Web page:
The cardinal tetra, Paracheirodon axelrodi, is one of the most traded ornamental fish worldwide. It is a big exception in the ornamental fish trade, because it was mainly traded as a wild catch; it is different with almost all other important ornamental fishes, which are mainly or exclusively traded as bred ones. It is said that in the 1980s up to 10 million specimens were exported annually from Brazil. Scientific studies prove that this is without negative consequences for the natural stocks.
Unfortunately, ornamental fish exports from Brazil became increasingly difficult for political reasons. That is why nowadays more and more bred cardinal tetras are appearing on the world market, certainly at the expense of the natural environment – the unemployed ornamental fish catchers have to try to feed themselves and their families by slash-and-burn and gold mining, with devastating consequences for nature.
When an animal species is domesticated, it does not take long before mutations – i.e. changes in the genes – occur among the offspring. In contrast to nature, where 99.99% of all born animals die before they reach adulthood, up to 90% survive in human care. Although mutations also occur in nature, the probability that they will survive and pass on their genes is almost zero. For ornamental fish breeders, on the other hand, a mutation is virtually a survival advantage if it looks interesting. One such mutation is the Golden Red Neon.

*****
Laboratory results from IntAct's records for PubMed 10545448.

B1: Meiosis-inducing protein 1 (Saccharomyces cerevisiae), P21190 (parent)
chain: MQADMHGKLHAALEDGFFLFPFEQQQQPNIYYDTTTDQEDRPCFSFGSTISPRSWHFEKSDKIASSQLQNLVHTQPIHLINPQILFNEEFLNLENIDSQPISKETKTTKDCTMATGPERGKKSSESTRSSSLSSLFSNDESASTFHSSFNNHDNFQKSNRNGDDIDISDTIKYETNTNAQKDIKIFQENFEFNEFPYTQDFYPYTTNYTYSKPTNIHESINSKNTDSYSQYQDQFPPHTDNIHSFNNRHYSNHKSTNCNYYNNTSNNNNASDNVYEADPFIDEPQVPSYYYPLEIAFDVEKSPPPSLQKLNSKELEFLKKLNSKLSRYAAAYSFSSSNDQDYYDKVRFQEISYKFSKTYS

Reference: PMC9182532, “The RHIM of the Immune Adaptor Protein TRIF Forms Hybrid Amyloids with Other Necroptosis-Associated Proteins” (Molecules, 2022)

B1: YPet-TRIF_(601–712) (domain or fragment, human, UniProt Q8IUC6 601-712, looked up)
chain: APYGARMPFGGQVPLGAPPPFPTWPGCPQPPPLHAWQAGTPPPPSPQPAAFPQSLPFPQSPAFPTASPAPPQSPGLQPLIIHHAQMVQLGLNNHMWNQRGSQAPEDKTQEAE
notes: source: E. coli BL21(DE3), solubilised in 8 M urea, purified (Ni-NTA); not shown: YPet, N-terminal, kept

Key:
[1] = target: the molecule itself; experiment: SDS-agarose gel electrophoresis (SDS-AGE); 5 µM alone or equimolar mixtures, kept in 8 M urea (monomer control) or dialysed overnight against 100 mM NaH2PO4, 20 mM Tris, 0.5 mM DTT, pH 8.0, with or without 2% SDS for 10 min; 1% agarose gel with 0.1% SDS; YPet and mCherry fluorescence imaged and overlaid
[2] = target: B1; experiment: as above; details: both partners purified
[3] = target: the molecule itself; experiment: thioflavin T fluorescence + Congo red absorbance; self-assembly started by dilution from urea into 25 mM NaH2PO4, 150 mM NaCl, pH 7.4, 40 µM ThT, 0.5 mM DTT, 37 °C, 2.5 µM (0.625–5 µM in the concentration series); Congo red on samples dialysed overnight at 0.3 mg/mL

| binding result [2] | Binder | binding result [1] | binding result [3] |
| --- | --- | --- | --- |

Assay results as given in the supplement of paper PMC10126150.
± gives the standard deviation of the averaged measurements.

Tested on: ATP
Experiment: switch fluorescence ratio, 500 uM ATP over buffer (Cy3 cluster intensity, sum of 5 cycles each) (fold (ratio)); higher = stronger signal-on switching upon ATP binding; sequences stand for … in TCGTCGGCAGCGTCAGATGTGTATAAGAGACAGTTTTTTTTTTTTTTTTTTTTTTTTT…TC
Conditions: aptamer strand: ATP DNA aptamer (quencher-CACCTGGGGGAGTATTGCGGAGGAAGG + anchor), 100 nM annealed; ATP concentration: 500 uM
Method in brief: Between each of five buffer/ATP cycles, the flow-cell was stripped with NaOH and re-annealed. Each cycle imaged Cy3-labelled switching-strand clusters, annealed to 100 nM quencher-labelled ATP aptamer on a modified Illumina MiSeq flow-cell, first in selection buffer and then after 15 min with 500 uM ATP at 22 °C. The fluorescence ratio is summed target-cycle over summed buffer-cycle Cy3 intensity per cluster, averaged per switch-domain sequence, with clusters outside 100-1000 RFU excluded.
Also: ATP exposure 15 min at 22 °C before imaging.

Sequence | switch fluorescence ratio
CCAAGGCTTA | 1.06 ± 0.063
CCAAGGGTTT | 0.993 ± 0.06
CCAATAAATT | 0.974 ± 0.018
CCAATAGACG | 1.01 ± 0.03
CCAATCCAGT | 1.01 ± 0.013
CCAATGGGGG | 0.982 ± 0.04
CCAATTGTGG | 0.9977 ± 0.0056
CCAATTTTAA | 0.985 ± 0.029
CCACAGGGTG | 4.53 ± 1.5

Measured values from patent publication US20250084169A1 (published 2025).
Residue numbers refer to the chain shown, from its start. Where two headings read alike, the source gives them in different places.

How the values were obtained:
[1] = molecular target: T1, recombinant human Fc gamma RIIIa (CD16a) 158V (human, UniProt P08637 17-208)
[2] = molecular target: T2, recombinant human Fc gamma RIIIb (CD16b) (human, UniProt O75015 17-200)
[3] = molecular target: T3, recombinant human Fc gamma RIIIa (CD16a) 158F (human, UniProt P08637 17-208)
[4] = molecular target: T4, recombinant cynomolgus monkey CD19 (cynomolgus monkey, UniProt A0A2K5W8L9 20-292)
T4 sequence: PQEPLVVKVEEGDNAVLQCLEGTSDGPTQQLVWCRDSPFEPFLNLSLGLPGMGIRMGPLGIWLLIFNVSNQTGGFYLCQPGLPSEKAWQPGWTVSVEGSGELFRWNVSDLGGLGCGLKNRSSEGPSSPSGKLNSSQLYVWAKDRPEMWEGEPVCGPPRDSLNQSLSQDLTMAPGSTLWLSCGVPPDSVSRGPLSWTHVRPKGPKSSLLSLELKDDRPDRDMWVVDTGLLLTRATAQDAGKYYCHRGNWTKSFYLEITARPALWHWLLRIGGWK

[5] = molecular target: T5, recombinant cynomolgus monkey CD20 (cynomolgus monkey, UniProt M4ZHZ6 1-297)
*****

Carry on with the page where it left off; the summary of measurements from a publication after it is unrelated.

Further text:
Technically speaking it is a partial albino. The Golden Red Neon lacks the guanine, that is the silvery shining color, which almost all fish have. This makes the eye red and you can see the eggs in the belly of the females, because the normally silver reflecting belly skin is now transparent. The Golden Red Neon therefore look very strangely beautiful.
Due to the low genetic diversity – usually such breeding forms go back to only one specimen, which is crossed with a normally colored one; by inbreeding one finally gets hereditary strains – the Golden Red Neon are considerably less adaptable than normally colored conspecifics. One should treat it therefore very carefully.
For our customers: the animals have code 216614 on our stocklist. Please note that we only supply the wholesale trade.
Text & photos: Frank Schäfer